As the end of the George W. Bush presidency neared, Biden felt that 2008 might be his year to run and finally become president. However, he was not alone in his ambition, which included a first-term senator from Illinois by the name of Barack Obama. As hard as Biden tried, he could not garner the attention some of the front-runners captured and dropped out of the race in early 2008. Witcover explores the early campaign in-depth and shows how Joe Biden held some strong views, some of which would force him to eat crow. When Obama won the Democratic nomination, he turned to a man he felt would not only balance the ticket, but also provide strong foundation in a new Administration. Biden had vowed never to be anyone’s lapdog, but did agree to serve as Obama’s vice-president, offering some stipulations.

Witcover spends a significant amount of time on the 2008 Campaign and time that Biden spent as vice-president, showing that years of dedicated service could pay off while also permitting him to learn to tone down his gift of the gab. Biden shaped policies and worked inside the tent to help his president create an America many would come to love.

Serving under Obama, Biden did a great deal to advance the domestic and international agendas of the Administration, combatting those who would try to deter Obama from making the progress he had promised while stumping on the campaign. From liaising with Congress to ensure health-care for all Americans to ensuring that countries were treated fairly and not bullied by others, Biden was in for the fight, ready to do whatever he could. Witcover shows this repeatedly throughout the biography, with concrete examples.

In the waning chapters of the book, added for the re-release in 2019, Witcover looks at Biden and where he hoped to go post vice-presidency. There is a truly heartfelt portion of the piece that surrounds the illness and eventual death of Beau Biden from brain cancer, exemplifying how Joe would and could handle it. In those pages is included the solemn vow and promise Joe made to his son, which is explored more completely in a book the former vice-president penned after leaving the White House.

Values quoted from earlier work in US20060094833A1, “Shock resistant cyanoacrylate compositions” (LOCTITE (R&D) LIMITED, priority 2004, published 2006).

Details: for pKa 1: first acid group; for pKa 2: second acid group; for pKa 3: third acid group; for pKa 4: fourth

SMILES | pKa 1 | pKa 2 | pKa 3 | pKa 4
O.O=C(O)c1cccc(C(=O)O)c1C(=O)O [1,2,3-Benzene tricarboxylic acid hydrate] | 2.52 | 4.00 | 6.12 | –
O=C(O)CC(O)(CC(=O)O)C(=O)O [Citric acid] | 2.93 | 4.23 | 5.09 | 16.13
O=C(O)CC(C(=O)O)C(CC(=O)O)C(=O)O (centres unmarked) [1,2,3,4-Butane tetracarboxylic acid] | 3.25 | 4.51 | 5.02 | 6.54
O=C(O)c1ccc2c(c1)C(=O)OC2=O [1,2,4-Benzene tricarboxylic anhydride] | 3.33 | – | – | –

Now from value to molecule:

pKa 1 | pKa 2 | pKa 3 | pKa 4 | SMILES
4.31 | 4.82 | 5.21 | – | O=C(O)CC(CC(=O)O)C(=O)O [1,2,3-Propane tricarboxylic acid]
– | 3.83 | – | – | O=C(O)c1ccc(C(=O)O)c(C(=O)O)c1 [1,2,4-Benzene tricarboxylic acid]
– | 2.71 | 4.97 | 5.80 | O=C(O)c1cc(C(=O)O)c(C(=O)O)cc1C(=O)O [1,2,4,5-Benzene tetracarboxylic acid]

Watching the destruction of the America he sought to create while working in Washington, Joe Biden mulled over a third and final run for the presidency. He tossed his hat in the ring, beginning a campaign of a progressive in April 2019, vying for the role of nominee against a number of others, many who were younger and who had not yet thought of politics when Joe arrived on the scene. While many were focussed on pie in the sky ideals of policy and social movement, Biden appeared to turn his attention on one thing; wresting control of the reins of power from a madman and returning America to the greatness it lost on January 20, 2017. Here’s hoping he will!

I entered this piece hoping from a great deal, as I needed a meaty and educational piece about Joe Biden. Jules Witcover did that and more, pulling me into the middle of this man’s life and all that he had done. While the journey is long, paralleling some of the speeches that Joe Biden made on the Senate floor, it is comprehensive and detailed, providing the reader with the insight they need to understand the politics and passion of the man. There is no doubt to me that Joe Biden loves his country, almost as much as he does his family. The thoroughness of Witcover’s writing appears in each of the chapters, with both praise and criticism at every turn. Add to that, the education value is one in which any reader can learn something about the man and the system in which he served.

This is no fluff piece, but more an examination of the man and how he sought to grow over his more than forty years of public service. I cannot say enough about Joe Biden, his views, and his passions. Jules Witcover proves his mastery and I am indebted to him for offering up something so captivating.

Kudos, Mr. Witcover, for a sensational biography. I hope you’re around to pen one more book about Biden and his presidency, putting the country back on track (pardon the pun!).

A Book for All Seasons, a different sort of Book Challenge: